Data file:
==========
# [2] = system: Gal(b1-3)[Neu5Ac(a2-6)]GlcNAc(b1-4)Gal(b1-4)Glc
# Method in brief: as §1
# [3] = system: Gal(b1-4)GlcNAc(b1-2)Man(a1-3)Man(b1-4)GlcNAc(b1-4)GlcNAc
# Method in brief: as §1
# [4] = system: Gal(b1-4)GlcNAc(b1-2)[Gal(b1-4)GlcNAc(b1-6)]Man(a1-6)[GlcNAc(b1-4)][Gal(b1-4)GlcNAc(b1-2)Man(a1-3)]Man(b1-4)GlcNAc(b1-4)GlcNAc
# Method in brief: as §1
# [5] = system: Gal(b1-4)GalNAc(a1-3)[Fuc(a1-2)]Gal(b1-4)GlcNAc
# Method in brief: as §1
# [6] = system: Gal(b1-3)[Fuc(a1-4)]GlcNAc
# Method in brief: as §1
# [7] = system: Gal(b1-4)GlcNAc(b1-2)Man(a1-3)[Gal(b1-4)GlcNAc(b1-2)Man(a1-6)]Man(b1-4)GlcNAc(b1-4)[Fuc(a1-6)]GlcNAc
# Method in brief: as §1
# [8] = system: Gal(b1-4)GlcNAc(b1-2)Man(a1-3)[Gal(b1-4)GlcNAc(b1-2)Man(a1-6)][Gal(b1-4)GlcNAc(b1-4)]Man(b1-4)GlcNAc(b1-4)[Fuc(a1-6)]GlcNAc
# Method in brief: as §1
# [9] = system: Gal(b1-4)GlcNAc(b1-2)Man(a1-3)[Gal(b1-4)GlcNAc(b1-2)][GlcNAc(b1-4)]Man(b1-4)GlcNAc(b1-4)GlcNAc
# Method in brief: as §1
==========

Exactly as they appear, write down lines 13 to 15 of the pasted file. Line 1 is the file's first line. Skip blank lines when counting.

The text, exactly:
# [8] = system: Gal(b1-4)GlcNAc(b1-2)Man(a1-3)[Gal(b1-4)GlcNAc(b1-2)Man(a1-6)][Gal(b1-4)GlcNAc(b1-4)]Man(b1-4)GlcNAc(b1-4)[Fuc(a1-6)]GlcNAc
# Method in brief: as §1
# [9] = system: Gal(b1-4)GlcNAc(b1-2)Man(a1-3)[Gal(b1-4)GlcNAc(b1-2)][GlcNAc(b1-4)]Man(b1-4)GlcNAc(b1-4)GlcNAc